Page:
The first thing we need to do is have our bank teller welcome us and ask what we would like to do at the bank. Begin with a Show Text command that says something along the lines of “Welcome to the bank!”
After that, insert a Label (page 1) and call it reset. This will come in handy down the road.
For the next command, we need to use a variable to check and display the gold we are carrying. For this, choose the Control Variables (page 1) command.
Let’s create a new variable and call it Gold. In this variable, we will use the Set operation to check some Game Data, specifically, how much Gold we are carrying.
Before we hit the OK button to put in our next command, let’s go ahead and create the remaining variables we will need for our basic bank structure. At this point, we only need to assign them names. Create the following variables and write down what their ID numbers are. Their ID numbers are the numbers that come before their name.
NOTE: In my examples, my ID numbers are 6: Gold, 7: Account, 8: Withdraw, and 9: Deposit. You will need to keep track of which variable IDs you are using in your game for this project.
Before you hit the OK button, make sure you highlight the Gold variable.
Now let’s put in our next command, another Show Text. Have your bank teller say something along the lines of “Your account has \v at the moment. What would you like to do?\$”
You may notice some coding in this show text command. The \v code will call up the numeric value of variable ID number 7, which just happens to be my account variable. Whatever number is stored into this variable will replace the code and be displayed in the text while the game is running. Additionally, the \$ code will cause the gold window to be displayed in the top corner of the screen while this text message is being displayed.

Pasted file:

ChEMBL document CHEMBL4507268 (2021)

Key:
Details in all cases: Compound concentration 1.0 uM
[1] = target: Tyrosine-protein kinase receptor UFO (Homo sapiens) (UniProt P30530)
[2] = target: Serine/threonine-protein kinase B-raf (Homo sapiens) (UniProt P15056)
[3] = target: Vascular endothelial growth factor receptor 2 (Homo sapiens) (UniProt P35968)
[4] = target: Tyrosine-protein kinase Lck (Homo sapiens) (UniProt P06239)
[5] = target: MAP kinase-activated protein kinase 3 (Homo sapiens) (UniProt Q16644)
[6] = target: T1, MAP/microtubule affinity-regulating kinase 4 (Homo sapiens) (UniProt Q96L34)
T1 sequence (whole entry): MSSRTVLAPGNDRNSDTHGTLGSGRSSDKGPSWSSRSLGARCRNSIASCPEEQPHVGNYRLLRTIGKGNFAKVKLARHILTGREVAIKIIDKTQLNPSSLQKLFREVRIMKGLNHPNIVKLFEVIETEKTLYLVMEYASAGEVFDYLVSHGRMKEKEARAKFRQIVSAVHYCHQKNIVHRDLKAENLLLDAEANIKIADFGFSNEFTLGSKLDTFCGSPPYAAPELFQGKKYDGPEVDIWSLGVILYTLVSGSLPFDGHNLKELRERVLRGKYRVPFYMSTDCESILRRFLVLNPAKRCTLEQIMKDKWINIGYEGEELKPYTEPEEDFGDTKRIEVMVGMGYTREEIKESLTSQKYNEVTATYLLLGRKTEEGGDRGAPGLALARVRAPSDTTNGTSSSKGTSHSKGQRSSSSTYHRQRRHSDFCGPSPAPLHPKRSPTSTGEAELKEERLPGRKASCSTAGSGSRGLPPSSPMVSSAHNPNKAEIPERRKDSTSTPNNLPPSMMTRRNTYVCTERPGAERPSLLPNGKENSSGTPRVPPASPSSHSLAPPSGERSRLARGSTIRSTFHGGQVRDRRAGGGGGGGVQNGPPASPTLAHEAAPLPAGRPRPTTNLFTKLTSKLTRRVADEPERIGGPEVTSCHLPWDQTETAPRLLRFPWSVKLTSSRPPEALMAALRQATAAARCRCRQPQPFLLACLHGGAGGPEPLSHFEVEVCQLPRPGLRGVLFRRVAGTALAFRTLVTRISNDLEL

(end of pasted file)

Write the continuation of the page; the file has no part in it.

If you click the Preview button in the Show Text Editor, the value of your account variable will be 0. This is because no other number has been set to it and none will be until you are actually playing the game.
Immediately following this, inset a Show Choices (page 1) command with the following choices:
- Never mind
Additionally, this command should also have the Cancel setting set to Choice #4. This would be triggered if the player were to attempt to cancel out of the choice.
So far, our code looks like this:
Notice the blank lines beneath When Withdraw and When Deposit. All the programming we do from this point will be inside of either of those conditions. Let’s start with When Withdraw.
*Please note that no tutorial may be copied or reproduced without the expressed written authorization of PODS Game Design. Any use of these tutorials to create a system(s) or function(s) in any game must be properly credited. Please contact PODS Game Design at email@example.com for further information.*